For example: When I was in college, I had a favorite topic of conversation: how much work I had to do. How long the next essay was, how little sleep I was going to get, how stressed out I was. I wasn’t alone. In any group of students, it was an easy topic of conversation, if not a particularly interesting one. One person would begin and the rest of us would chime in: “Tell me about it!” Then a friend simply observed that I talked a lot about how much work I had to do and how stressed out I was. It made me wonder: was this what I wanted to amplify in my life? Was I blowing off steam, or just building up more stress? Realizing that it was the latter, I started to catch myself when I got going on that litany. He was my journal, my “complaint journal,” reflecting to me the things I’d been giving the most attention so that I could decide to give them less.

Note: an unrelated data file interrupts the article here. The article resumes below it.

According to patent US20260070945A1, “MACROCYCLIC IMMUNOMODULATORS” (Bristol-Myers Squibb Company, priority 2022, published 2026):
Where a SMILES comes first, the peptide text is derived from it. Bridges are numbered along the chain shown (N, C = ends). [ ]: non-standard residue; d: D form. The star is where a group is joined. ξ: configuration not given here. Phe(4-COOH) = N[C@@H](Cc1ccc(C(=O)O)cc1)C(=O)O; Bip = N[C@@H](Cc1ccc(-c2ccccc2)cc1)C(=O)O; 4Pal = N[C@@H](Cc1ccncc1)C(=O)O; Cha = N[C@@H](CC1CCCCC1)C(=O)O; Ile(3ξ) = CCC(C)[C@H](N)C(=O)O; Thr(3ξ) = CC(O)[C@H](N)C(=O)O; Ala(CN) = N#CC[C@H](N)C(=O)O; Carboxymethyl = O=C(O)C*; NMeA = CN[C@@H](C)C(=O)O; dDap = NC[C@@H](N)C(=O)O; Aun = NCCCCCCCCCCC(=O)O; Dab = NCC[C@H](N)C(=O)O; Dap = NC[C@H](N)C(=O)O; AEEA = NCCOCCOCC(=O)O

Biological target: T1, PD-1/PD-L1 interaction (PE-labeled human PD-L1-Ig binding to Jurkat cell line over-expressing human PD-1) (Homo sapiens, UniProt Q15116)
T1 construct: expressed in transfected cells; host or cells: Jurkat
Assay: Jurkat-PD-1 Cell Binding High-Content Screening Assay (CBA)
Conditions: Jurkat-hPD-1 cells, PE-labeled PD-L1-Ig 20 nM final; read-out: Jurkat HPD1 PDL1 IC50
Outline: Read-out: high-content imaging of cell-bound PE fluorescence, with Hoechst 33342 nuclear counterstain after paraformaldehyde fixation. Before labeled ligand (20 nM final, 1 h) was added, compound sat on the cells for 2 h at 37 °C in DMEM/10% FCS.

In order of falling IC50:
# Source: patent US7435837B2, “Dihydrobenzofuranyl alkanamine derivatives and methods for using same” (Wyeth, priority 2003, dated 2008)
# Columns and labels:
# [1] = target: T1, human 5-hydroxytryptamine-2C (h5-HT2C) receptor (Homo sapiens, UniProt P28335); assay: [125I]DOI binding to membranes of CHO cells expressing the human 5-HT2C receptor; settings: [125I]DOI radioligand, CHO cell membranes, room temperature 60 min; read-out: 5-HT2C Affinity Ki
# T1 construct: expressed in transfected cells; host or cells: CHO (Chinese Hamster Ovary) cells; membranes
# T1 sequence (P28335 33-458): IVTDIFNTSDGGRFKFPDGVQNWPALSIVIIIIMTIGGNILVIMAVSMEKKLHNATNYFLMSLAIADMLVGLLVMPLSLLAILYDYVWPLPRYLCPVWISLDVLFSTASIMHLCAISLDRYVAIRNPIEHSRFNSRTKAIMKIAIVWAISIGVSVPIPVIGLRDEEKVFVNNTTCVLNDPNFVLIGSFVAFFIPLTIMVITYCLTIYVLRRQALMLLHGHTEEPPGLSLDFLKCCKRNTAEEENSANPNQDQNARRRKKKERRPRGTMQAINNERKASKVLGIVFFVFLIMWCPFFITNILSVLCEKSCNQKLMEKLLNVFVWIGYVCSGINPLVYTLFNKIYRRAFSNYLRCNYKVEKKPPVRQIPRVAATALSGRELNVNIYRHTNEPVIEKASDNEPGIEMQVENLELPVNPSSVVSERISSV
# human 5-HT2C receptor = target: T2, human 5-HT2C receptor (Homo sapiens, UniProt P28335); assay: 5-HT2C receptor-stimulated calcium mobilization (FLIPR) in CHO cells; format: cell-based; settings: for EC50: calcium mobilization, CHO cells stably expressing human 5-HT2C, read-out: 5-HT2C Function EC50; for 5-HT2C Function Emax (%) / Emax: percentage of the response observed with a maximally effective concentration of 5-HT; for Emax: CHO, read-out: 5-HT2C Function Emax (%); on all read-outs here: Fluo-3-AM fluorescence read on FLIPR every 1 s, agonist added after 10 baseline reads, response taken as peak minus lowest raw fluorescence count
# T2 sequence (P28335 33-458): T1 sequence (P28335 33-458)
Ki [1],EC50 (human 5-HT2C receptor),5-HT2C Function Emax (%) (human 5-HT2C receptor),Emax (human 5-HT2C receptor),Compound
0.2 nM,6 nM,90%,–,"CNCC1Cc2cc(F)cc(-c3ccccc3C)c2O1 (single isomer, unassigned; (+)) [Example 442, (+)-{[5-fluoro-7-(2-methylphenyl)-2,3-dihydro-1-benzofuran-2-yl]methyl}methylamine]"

Sometimes noticing the negative things like injustice, cruelty, unkindness, inequality is what we need in order to address and uproot them. Another friend of mine grew up with a brother whose treatment of her was borderline abusive: dismissing whatever she said; critically assessing her clothes, her looks, her friends. She knows this now; she didn’t know it while she was growing up with it. She just absorbed it. Then, one day, she casually remarked to a new acquaintance that she and her brother weren’t close. The acquaintance said, “Oh yes, I’ve noticed that he puts you down constantly.” And with that simple honing of the radar, she began to notice that yes, he put her down constantly. Their lack of closeness was not just a fact of siblinghood or a mysterious lack in their lives. It resulted directly from his belittling and insulting. Once she knew that, she could notice when it happened. Once she noticed, she could speak up: “Hey, that was mean.” She says they didn’t become the best of friends after that, but things definitely improved, and she no longer dreads time spent with her brother.